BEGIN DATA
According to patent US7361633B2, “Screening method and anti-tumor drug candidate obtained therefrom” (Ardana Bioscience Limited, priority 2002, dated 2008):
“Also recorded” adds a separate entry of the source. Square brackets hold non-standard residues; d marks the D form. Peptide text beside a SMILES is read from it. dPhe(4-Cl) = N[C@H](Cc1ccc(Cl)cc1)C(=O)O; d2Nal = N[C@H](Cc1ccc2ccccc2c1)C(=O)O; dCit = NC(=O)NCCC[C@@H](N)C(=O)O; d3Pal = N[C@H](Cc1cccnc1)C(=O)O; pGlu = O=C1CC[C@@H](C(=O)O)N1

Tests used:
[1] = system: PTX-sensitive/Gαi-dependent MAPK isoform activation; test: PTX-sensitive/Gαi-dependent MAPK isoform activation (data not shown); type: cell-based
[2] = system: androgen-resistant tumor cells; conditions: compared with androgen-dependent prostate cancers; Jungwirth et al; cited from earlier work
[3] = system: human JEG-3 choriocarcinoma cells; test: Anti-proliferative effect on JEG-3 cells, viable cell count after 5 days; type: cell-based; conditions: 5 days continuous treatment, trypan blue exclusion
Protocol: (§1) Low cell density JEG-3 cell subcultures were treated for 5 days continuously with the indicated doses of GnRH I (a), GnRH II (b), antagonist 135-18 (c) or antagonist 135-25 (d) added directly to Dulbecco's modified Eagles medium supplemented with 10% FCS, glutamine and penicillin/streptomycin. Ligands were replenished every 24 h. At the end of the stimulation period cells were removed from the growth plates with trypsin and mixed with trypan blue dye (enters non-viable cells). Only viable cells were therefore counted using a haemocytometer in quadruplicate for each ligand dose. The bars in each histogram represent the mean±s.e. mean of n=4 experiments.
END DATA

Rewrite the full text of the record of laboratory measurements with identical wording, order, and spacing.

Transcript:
According to patent US7361633B2, “Screening method and anti-tumor drug candidate obtained therefrom” (Ardana Bioscience Limited, priority 2002, dated 2008):
“Also recorded” adds a separate entry of the source. Square brackets hold non-standard residues; d marks the D form. Peptide text beside a SMILES is read from it. dPhe(4-Cl) = N[C@H](Cc1ccc(Cl)cc1)C(=O)O; d2Nal = N[C@H](Cc1ccc2ccccc2c1)C(=O)O; dCit = NC(=O)NCCC[C@@H](N)C(=O)O; d3Pal = N[C@H](Cc1cccnc1)C(=O)O; pGlu = O=C1CC[C@@H](C(=O)O)N1

Tests used:
[1] = system: PTX-sensitive/Gαi-dependent MAPK isoform activation; test: PTX-sensitive/Gαi-dependent MAPK isoform activation (data not shown); type: cell-based
[2] = system: androgen-resistant tumor cells; conditions: compared with androgen-dependent prostate cancers; Jungwirth et al; cited from earlier work
[3] = system: human JEG-3 choriocarcinoma cells; test: Anti-proliferative effect on JEG-3 cells, viable cell count after 5 days; type: cell-based; conditions: 5 days continuous treatment, trypan blue exclusion
Protocol: (§1) Low cell density JEG-3 cell subcultures were treated for 5 days continuously with the indicated doses of GnRH I (a), GnRH II (b), antagonist 135-18 (c) or antagonist 135-25 (d) added directly to Dulbecco's modified Eagles medium supplemented with 10% FCS, glutamine and penicillin/streptomycin. Ligands were replenished every 24 h. At the end of the stimulation period cells were removed from the growth plates with trypsin and mixed with trypan blue dye (enters non-viable cells). Only viable cells were therefore counted using a haemocytometer in quadruplicate for each ligand dose. The bars in each histogram represent the mean±s.e. mean of n=4 experiments.